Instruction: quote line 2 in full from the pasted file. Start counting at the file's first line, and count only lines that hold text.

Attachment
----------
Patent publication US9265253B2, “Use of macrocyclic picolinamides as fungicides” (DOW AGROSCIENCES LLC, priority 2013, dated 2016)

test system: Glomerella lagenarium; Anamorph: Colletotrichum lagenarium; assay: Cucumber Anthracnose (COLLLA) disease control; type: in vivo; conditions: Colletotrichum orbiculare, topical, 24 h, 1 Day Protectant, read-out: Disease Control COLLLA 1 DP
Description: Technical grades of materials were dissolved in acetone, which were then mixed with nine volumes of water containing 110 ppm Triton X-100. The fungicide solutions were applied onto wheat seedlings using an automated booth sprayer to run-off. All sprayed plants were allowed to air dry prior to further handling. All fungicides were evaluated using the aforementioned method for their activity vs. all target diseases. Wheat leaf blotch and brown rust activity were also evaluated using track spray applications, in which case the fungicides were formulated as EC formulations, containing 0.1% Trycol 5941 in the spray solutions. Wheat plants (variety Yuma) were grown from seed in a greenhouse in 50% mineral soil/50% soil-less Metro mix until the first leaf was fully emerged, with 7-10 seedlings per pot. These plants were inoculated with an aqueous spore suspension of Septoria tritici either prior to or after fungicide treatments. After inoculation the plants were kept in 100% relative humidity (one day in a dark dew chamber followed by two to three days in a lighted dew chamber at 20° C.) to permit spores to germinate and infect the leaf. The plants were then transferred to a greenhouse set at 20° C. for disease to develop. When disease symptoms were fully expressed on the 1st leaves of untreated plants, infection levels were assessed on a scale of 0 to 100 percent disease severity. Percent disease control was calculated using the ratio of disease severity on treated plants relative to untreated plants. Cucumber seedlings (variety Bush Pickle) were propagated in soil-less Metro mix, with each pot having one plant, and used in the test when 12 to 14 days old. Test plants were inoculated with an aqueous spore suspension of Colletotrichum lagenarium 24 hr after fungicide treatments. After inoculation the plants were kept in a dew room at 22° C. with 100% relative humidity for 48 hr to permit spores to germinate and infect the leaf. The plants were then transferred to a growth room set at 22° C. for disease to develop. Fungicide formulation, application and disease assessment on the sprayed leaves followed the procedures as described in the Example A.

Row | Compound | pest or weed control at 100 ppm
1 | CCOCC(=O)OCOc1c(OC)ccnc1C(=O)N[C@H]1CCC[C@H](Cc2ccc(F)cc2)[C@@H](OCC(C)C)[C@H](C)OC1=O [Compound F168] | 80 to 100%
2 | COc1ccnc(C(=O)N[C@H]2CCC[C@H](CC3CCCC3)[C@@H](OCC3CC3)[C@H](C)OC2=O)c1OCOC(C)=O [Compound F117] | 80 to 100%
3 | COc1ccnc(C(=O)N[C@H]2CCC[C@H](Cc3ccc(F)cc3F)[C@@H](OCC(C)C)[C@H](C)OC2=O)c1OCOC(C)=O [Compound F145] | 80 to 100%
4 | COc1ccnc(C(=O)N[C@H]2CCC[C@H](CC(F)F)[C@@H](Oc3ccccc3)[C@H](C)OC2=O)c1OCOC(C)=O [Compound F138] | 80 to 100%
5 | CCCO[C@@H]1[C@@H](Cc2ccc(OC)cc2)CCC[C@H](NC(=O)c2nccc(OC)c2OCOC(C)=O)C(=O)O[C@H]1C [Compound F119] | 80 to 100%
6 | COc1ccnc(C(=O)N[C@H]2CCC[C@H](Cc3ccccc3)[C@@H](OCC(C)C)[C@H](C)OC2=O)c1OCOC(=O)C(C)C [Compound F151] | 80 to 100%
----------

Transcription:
test system: Glomerella lagenarium; Anamorph: Colletotrichum lagenarium; assay: Cucumber Anthracnose (COLLLA) disease control; type: in vivo; conditions: Colletotrichum orbiculare, topical, 24 h, 1 Day Protectant, read-out: Disease Control COLLLA 1 DP